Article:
Sunday, February 20, 2011

"We Interrupt This Broadcast--"

Update: As predicted in comments, it's still infected. Ordered an external optical drive and I guess I will have to mindwipe the poor thing and start over. (Salvaged a bunch of IWOAS text files but that thumb drive needs looked at now, just in case. Malwarebytes claims it is clean).

Or this blog; last night, I started my "Top Shot" post on my little Eee but had to finish it on my desktop, and that after running spyware/malware scans: the Eee had a trojan, an especially annoying and nasty one, and I am not sure how I got it.

Initially, it wouldn't boot up at all and I supposed the hard drive had died; but the hidden reset button got it to boot up, my browser launched okay but then opened another tab and once I'd closed that -- chaos! Screen after screen of nearly-plausible warnings; the giveaway was their persistence and the long list of supposed risks, threats and "stealth intrusions" reported.

Removing the trojan took some time and effort and I am giving serious thought to keeping the wireless LAN off; my main use for the Eee netbook is to write fiction and I darned near lost tens of thousands of words I hadn't backed up. Had to change a bunch of passwords, too.

...And today will be "install more protection day." Oh, the fun.


Tango Juliet said...

Bummer! Bet it arrived via "The Hidden Frontier." :)

Tam said...

It has nothing to do with the wireless LAN.

Shootin' Buddy's home machine has it too.

Joseph said...

Hope you have been able to clean up your machine without damage. Just don't forget to back up; I like reading your stuff and don't want to miss any of it!

WV: Foonis

Roberta X said...

Tam: if you don't connect the machine to a network, hand-carried media is the only way it picks up ickies.

Back when I was very, very young, a guy I consider one of the smartest people I know was tasked with computer security at a smallish software company. After a month of study, he concluded the only way to be safe was to totally isolate the company's system. --And even that was only as good as the discipline of the users to never, ever move files from the machines that talked to the outside world to the "clean" system.... His bosses were vexed (they wanted the Moon and they wanted it NOW!) but he was right.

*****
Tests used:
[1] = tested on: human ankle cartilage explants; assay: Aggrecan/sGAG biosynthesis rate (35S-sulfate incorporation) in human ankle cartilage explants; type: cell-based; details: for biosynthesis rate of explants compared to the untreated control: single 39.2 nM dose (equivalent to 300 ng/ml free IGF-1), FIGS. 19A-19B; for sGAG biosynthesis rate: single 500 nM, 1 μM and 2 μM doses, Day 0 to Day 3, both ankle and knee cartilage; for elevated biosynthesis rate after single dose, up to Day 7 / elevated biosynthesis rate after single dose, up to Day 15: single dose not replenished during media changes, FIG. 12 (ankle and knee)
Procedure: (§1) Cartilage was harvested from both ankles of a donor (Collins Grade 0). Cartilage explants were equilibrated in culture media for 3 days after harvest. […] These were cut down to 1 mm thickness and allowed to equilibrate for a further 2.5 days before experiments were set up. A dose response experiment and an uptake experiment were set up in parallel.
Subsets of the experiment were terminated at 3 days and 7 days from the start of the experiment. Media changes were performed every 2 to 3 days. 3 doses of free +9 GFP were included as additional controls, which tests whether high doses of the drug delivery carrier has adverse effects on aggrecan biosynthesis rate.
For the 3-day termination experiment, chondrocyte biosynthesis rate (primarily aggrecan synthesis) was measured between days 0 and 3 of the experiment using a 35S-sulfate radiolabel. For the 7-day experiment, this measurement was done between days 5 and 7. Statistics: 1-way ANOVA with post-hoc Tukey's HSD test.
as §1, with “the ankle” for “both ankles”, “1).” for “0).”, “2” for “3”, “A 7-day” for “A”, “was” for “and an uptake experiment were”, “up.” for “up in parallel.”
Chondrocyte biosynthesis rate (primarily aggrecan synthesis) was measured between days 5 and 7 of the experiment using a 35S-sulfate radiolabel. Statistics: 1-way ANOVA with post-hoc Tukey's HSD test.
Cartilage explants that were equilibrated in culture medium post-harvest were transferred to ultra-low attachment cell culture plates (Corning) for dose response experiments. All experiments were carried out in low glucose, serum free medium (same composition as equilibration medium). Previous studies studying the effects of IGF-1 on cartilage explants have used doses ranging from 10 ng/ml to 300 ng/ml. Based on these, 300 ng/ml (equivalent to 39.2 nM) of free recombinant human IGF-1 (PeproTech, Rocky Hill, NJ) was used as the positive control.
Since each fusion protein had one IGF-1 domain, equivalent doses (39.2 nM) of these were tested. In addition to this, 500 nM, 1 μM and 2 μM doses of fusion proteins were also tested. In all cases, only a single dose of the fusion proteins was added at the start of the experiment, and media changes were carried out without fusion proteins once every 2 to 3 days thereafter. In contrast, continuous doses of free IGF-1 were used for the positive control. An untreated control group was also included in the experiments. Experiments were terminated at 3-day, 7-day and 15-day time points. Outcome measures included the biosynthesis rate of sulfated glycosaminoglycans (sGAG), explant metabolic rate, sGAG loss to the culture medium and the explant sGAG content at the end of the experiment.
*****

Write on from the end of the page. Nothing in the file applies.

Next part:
Tam said...

Yes, I know that.

I misread your post.

Data Viking said...

I have had my son's box infected via drive-by download initiated from a Flash video hosted on a browser page viewed with FireFox. After that, Flash is no longer allowed to store anything locally on his machine. Be aware this does have a downside as a few flash video sites require the ability to locally store third-party content such as Comedy Central and MTV.

Flash Player Settings Manager.

Secunia Vulnerability Scanner can be used to help keep your browsers and plugins up to date. It comes in two flavors, one which is hosted in the browser and one which is installed and runs your machine. The second one is the more comprehensive of the two.

I have a Kanguru write protectable USB thumb drive that I keep all sorts of tools to help prevent / remove such things. The write protect is important to prevent my uninfector media from itself being infected.

These days my toolbox contains Malware Bytes Anti Malware, LavaSoft AdAware, SpyBot Search and Destroy, a clean default HOSTS file to help restore broken network connectivity to online malware scanners, a number of SysInternals' tools such as ProcessExplorer, TCPView and RootkitRevealer, CCleaner (and RegScrubXP if still running Windows XP {no longer available directly from the original source but I have a original clean copy if you want one}) to help fix any broken registry entries, WinPatrol to keep an eye on things after the clean up, and Zone Alarm to help keep things from getting in when they shouldn't, just to name a few.

Comodo Personal Firewall also gets good reviews as an alternative to Zone Alarm and is currently not quite as 'naggy' as Zone Alarm is becoming.

MicroSoft Security Essentials gets good reviews overall and it is just a free download away.